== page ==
Freddie Gray

RICHMOND, Va. (AP) - A federal appeals court has blocked a lawsuit against the Baltimore state's attorney filed by officers who say she maliciously prosecuted them in the death of Freddie Gray who suffered a fatal spinal injury in custody.

The 4th U.S. Circuit Court of Appeals on Monday reversed a ruling by a lower court judge who had allowed key parts of the lawsuit against Marilyn Mosby to go forward.

Gray died a week after he was hurt in a van, sparking protests and rioting. Mosby charged six officers. Three were acquitted, and Mosby dropped the other cases.

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BALTIMORE (AP) - A federal judge has told Baltimore's political and police leaders Friday that compliance with a federal consent decree is not optional.

U.S. District Judge James Bredar on Friday held the first public court hearing in Baltimore to review how initial progress is going with a federal oversight program requiring expansive reform of the city's police department. He signed the order a year ago over objections from President Donald Trump's Justice Department.

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BALTIMORE (AP) - Maryland National Guard officials have acknowledged that the guard can't account for hundreds of rounds of ammunition that, at least on paper, were distributed during unrest in Baltimore.

Guard spokesman Col. Charles Kohler tells The Baltimore Sun that they aren't sure whether the 1,500 missing M4 rounds actually disappeared. He says it may just be an "accounting error" on their books. Kohler says the guard "did not find anybody liable" for a "broken chain of custody" over the ammunition.

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BALTIMORE (AP) - Baltimore has broken its per-capita homicide record.

In 2017, the city recorded 343 killings, bringing the homicide rate to a historical high of roughly 56 per 100,000 people. Baltimore, whose population has shrunk over decades, currently has about 615,000 inhabitants.

Some attribute the increase to more illegal guns, the fallout of the opioid epidemic, or various systemic failures.

Others blame police, accusing them of taking a hands-off approach to fighting crime since six officers were charged in connection with the 2015 death of Freddie Gray.

RICHMOND, Va. (AP) - A judge has grilled lawyers for five Baltimore officers about why they should be allowed to sue the city's top prosecutor for charging them in the arrest and death of a young African-American.

Judge J. Harvie Wilkinson III of the 4th Circuit repeatedly interrupted the officers' lawyers Wednesday while hearing an appeal by State's Attorney Marilyn Mosby. She is asking the court to overturn a judge's decision to allow parts of the officers' lawsuit against her to go to trial.

Mosby's lawyers insist that as a prosecutor, she is immune from the lawsuit.

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BALTIMORE (AP) - More than 2 1/2 years since Freddie Gray suffered a fatal spinal injury in a Baltimore police van, the last of the efforts to hold police officers accountable has sputtered to a close.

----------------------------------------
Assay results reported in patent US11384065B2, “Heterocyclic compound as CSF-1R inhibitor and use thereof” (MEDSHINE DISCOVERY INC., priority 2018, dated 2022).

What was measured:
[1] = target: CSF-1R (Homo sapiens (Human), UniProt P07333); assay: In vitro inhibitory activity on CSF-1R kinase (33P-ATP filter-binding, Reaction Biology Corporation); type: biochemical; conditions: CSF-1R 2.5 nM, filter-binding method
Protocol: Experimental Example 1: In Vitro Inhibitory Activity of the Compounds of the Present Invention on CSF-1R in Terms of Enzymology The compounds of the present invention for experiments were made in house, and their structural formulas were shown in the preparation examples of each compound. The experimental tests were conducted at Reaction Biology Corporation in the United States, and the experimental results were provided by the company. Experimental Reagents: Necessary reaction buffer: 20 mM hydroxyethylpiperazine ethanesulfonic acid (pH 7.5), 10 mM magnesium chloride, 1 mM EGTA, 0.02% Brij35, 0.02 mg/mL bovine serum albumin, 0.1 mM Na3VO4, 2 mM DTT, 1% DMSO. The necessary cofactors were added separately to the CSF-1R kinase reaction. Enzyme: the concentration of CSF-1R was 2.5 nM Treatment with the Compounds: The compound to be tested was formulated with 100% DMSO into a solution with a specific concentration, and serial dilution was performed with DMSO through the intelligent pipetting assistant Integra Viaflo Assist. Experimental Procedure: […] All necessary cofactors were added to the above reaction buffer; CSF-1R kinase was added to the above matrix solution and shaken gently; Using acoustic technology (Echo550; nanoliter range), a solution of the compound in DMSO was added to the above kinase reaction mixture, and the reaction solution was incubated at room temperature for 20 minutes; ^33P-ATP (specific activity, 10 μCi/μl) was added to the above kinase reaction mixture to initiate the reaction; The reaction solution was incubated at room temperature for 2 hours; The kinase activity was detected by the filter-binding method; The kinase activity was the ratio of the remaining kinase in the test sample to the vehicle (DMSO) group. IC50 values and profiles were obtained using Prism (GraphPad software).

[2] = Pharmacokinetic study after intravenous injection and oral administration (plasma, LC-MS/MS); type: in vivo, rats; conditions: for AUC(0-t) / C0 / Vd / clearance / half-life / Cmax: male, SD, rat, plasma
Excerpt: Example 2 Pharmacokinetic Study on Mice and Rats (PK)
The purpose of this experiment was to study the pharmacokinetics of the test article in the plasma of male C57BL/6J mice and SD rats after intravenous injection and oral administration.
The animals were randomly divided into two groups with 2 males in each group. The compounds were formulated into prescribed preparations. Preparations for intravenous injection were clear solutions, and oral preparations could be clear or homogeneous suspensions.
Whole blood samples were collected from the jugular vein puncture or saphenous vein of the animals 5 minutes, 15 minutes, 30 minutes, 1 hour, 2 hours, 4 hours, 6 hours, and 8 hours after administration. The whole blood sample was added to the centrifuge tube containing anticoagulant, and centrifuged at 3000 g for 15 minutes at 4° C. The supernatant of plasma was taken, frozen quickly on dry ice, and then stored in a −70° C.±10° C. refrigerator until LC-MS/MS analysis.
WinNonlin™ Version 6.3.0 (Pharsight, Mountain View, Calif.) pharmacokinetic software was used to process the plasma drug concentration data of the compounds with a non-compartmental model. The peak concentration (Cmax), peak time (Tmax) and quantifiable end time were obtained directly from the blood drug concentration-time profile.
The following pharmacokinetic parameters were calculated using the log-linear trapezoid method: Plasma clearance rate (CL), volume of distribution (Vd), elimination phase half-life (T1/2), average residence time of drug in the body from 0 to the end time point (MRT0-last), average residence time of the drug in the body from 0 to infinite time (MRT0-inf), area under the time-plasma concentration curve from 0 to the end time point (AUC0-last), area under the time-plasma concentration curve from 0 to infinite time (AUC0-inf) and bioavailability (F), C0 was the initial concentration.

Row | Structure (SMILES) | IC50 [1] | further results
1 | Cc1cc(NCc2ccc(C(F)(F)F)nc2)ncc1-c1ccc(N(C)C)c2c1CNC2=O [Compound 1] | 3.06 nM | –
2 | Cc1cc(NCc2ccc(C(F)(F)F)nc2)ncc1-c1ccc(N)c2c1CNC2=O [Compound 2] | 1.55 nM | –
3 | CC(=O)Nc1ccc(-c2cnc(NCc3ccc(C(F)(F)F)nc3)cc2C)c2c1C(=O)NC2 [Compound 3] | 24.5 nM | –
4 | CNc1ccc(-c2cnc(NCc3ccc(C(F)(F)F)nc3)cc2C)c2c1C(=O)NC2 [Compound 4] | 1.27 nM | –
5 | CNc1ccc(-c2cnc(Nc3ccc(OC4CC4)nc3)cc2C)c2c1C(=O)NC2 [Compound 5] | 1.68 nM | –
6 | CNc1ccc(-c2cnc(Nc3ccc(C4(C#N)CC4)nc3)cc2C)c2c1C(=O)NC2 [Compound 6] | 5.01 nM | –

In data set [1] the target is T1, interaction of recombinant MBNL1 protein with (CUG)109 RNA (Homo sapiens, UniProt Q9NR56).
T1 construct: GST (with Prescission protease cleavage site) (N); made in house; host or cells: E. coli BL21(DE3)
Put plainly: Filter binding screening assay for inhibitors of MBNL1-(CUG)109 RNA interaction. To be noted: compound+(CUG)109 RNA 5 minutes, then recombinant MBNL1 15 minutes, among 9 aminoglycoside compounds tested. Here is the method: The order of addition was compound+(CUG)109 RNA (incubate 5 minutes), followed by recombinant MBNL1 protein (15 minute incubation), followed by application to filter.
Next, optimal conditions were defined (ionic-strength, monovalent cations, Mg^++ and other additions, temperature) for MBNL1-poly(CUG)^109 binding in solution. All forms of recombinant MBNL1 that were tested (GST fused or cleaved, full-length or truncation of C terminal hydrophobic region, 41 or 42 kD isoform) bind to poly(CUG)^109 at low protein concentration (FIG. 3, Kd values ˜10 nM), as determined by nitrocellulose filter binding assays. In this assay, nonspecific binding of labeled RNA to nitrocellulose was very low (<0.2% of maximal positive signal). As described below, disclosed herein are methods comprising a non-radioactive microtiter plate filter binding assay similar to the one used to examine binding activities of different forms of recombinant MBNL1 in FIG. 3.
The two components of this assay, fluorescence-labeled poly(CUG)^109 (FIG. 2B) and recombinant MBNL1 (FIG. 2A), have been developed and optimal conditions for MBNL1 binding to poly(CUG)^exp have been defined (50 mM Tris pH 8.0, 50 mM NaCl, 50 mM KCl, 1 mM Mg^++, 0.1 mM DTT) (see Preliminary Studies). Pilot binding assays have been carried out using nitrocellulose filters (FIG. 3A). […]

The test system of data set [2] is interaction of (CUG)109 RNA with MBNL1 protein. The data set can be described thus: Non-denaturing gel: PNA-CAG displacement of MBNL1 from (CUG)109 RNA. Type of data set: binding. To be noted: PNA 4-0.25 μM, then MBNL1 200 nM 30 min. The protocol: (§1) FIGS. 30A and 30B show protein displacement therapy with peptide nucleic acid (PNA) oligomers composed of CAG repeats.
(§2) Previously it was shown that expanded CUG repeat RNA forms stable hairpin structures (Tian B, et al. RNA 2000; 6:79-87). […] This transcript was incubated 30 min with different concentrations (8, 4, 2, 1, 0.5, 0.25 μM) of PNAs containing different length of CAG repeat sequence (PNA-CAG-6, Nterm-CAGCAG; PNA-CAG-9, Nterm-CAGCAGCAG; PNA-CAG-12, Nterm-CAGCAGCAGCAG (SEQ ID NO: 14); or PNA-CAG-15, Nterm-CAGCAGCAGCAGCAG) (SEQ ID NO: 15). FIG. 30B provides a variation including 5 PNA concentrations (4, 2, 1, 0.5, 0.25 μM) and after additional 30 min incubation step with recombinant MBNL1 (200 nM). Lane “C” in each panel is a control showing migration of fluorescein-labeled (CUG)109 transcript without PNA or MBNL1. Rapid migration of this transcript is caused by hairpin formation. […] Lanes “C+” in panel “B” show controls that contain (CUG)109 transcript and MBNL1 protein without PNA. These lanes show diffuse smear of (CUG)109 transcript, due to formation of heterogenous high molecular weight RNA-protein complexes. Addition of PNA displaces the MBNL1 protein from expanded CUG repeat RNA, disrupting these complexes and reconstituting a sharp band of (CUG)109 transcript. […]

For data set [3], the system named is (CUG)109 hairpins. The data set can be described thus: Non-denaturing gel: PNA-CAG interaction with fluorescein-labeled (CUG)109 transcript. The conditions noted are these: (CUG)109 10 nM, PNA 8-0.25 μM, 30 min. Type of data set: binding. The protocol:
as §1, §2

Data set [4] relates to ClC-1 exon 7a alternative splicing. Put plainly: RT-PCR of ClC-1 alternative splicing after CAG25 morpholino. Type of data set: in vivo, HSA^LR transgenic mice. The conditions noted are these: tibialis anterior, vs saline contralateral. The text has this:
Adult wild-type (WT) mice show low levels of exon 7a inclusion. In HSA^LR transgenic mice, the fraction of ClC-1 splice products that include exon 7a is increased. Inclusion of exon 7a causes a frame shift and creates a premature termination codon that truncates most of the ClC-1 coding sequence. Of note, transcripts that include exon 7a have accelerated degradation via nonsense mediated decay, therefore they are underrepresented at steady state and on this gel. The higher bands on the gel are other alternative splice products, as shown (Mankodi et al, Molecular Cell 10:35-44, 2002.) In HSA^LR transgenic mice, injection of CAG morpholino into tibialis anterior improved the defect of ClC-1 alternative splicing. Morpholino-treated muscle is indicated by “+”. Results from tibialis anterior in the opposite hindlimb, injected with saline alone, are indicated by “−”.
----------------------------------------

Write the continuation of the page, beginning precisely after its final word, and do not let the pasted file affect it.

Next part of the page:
The 25-year-old black man's 2015 death in police custody triggered massive protests and the city's worst riots in decades.

Three officers were acquitted at trial and Baltimore's state attorney dropped the three remaining cases. The U.S. Department of Justice in September declined to bring federal civil rights charges against the six officers - three white and three black.

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BALTIMORE (AP) - A police disciplinary board has cleared a Baltimore officer in a review of the death of a 25-year-old black man whose neck was broken in a police van.

The three-member panel ruled Friday that Lt. Brian Rice was not guilty on all charges. Rice is the highest ranking officer involved in the arrest and van transport of Freddie Gray in April 2015.

Gray died of a spinal cord injury a week after he was injured, setting off Baltimore's worst riots in decades. The unrest forced Maryland to bring in the National Guard.


BALTIMORE (AP) - A police disciplinary board has heard closing arguments in a probe of the highest ranking Baltimore officer involved in the 2015 arrest of a 25-year-old Freddie Gray who died from injuries he sustained in a police van.

Attorneys gave their closing arguments Thursday. It wasn't immediately clear when the three-member panel will issue a ruling.

Lt. Brian Rice was shift commander during the April 2015 arrest and van transport of Gray. Rice was acquitted in a criminal trial last year but still faced 10 charges before a police board.

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BALTIMORE (AP) - The highest-ranking Baltimore police officer who responded to the arrest of a Freddie Gray who later died in custody didn't give a reason to investigators about why he didn't buckle the man into a seatbelt in the back of a van as required.

Detective Sgt. Thomas Curtis testified Monday at the start of administrative disciplinary proceedings in the case of Lt. Brian Rice, who is fighting for his job.

Curtis says when Rice was asked why he didn't put a seatbelt around Gray during an interview, he responded that "he just didn't."

BALTIMORE (AP) - Baltimore's mayor said Wednesday she will renew a push to add two civilians to police trial boards after a board of three officers ruled that a police van driver violated no policies when a black man was fatally injured inside his van.

The death of Freddie Gray in 2015 a week after he was injured during a police van ride sparked riots and reform efforts in the state capital, but police union opposition has kept civilians off such panels in Baltimore, even as civilians join police in handling complaints in other cities.